As you will have read in the autumn issue, your pup will now be steady to food and be capable of being sent towards the food and be stopped and recalled away every time.
Once this food training has been firmly established, this should also be put into practise using a dummy.
Walking to heel
Heel work is something that has always been relatively straightforward with my dogs, firstly because of my pack leader training, and secondly because they all trust and believe in me.
Everything good in their lives comes from me, so when I tap my leg and say “heel”, more often than not my young dogs just seem to stay close and have their eyes constantly focused on me.
If, however, you’re having difficulty with heel work, it needs to be established on the lead.
If you are walking from A to B with a dog persistently pulling towards B, you should constantly pull him back, changing direction every time the dog pulls and rewarding your dog if it then continues in the same direction.
Therefore, you only allow your dogs to get to point B once they have walked to heel properly.
My dogs walk on my left, so I push my left leg in front of them (I call this the dog’s space) and start walking. I also allow the dog to pull on in front, then with a snap on the lead say “heel” and walk in the opposite direction from the dog.
This method is very effective and the dog quickly learns that they need to keep an eye on me because I’m not just walking in a straight line as they want to.
With this method, I soon find that the dog always has half an eye on me, waiting and watching for a change in direction or command.
Once this is 100 per cent understood, wrap the lead around the dog’s neck (don’t fasten it), tap your leg and start walking.
If this is successful, I take the lead off and dangle it in front of their face and repeat the process. If this does not work, it is usually as a result of rushing the previous stage – so be patient.
Establishing retrieving commands
At this stage, I start walking the pup out to a distance and sending him back for the food or dummy.
I always use retrieving lanes to start with, such as paths or walkways in long grass, as this allows my pups to cast out in a straight and controlled line without having to negotiate other distractions.
Another advantage of using these retrieving lanes is that, as they are cut short, the pups can normally see the dummy when they are sent out, allowing them to increase the number of successful retrieves, which rapidly builds their confidence.
Once the pup can do this, I move onto left and right signals, using my hands and the command “get out” at a close range and only my hand signals at a longer range.
Also start to move onto memory retrieves whilst using the retrieving lanes. This is my first stage in working towards a blind retrieve.
The pup remembers there is something out there but has to think more for itself and, essentially, also starts to trust your guidance.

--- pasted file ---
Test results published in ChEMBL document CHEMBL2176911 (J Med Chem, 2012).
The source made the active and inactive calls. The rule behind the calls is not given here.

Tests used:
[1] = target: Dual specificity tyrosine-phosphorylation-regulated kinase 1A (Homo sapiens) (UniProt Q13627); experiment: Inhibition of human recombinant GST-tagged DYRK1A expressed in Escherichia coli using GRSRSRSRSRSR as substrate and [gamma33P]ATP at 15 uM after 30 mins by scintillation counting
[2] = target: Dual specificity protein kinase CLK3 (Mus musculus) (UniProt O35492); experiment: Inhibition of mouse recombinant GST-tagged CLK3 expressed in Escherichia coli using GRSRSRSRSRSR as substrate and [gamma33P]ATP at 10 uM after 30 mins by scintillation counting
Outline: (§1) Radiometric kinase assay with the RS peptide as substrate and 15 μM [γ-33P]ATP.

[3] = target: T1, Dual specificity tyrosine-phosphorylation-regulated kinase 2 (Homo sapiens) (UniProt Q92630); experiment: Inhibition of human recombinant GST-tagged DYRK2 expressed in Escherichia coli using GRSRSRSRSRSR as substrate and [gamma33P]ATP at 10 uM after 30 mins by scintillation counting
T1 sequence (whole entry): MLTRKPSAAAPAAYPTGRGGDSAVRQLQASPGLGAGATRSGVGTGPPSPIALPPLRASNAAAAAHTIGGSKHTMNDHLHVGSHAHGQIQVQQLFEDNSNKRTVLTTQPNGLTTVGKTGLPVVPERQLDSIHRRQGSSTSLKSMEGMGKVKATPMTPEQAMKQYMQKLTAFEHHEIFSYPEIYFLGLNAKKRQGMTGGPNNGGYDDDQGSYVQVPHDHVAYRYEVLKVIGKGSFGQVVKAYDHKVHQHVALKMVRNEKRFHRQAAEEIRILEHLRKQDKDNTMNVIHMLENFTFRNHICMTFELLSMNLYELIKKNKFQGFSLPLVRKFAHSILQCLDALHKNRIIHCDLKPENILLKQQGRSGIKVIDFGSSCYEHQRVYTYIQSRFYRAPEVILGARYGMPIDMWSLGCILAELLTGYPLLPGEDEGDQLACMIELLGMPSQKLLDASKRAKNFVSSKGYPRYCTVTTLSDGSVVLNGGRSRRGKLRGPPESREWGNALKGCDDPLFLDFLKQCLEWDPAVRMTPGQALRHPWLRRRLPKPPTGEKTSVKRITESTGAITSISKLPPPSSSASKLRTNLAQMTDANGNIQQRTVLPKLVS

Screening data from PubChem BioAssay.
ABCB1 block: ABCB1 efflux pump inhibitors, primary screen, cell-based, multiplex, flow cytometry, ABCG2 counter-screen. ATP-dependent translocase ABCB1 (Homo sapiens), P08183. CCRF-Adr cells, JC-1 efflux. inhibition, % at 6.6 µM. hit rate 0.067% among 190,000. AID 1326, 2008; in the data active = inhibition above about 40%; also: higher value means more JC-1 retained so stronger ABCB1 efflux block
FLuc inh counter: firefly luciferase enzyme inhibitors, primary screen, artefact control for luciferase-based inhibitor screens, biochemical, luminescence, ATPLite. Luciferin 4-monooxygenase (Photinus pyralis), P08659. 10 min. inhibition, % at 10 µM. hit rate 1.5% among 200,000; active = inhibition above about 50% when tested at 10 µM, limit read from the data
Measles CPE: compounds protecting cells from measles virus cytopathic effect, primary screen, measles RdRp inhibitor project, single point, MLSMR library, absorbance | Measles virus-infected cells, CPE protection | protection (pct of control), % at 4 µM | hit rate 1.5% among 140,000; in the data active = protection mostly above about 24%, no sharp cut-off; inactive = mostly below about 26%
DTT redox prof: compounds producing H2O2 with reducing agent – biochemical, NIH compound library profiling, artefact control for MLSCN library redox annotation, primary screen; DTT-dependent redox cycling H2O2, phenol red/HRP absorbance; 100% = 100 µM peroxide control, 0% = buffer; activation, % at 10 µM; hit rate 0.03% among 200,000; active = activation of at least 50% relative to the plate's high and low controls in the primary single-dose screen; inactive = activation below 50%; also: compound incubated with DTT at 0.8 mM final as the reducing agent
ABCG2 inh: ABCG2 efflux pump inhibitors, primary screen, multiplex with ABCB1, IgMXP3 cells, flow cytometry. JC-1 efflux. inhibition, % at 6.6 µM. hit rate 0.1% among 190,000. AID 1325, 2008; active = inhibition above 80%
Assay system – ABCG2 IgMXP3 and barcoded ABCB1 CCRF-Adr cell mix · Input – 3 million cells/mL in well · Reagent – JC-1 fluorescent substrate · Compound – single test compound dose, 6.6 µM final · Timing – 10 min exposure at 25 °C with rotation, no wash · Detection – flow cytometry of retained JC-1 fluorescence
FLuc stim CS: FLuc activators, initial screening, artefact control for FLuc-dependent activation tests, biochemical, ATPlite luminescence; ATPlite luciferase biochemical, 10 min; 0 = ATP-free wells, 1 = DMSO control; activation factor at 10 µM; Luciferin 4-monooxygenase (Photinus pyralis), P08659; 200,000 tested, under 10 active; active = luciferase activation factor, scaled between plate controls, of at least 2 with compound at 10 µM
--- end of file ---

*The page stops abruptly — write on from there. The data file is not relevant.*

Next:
Whilst walking away from the planted memory retrieve, the pup should be walking at heel looking at you the whole time, thinking when is my leader going to let me have it?
Once I am happy that the pup understands my retrieving commands and is working with speed and drive in straight lines out, left and right, I go directly to the same place as I have been doing the memory retrieves and place some blinds on the lane.
The first blind is positioned close, so that as I send them, if they become unsure on the “get out” command (or “get back” for my labradors), they tend to see the dummy and remember what to do. On the second blind they have more trust.
I continue this for about a week, employing the same left and right signals, and increasing the distance every day until I can have a blind 80-100 yards down the track. Once they have mastered this, following just the hand signals and command, I know the trust is building.
Introducing gunfire and game
I like to get my pups used to every type of retrieve, so once I have a keen retriever and all the basic commands have been established, I introduce the pups to their first feathers, initially using dummies with clipped wings attached.
Once I have a dog enthusiastic on retrieving these dummies, my young helpers at the kennels are called in for assistance.
I get them to stand 50-60 yards away and throw a few feathered dummies to send the dogs to.
If this goes well, then one of them fires the starting pistol as the dummy is thrown.
The pup should remain still due to previous training stages, and having been socialised and introduced to lots of people and sounds, such as bowls clanging at feed times etc. I then get the boys to fire the gun at a closer range.
Water work should only be introduced once the pup is eager to retrieve and wholly trusts the handler.
I use small ditches primarily and then progress onto ponds and lakes when the dog is ready.
You should have now established the commands of: sitting, simple left and right commands, stopping on the way out, on recall, and outside with distractions, heel, seen retrieves, memory retrieves, simple straight blind retrieves, as well as introducing cold game, the shot and water retrieves.
Once your dog understands all these commands, I will progress you onto the next stage of development, before combining all this in readiness for their eventual introduction to the shooting field.
When dogs reach 6-8 months old, Ben recommends changing them onto a top quality adult food, with a lower protein and oil content such as the Kronch or Skinners ranges.
This provides them with a high quality diet and calms them down, resulting in easier and more efficient training.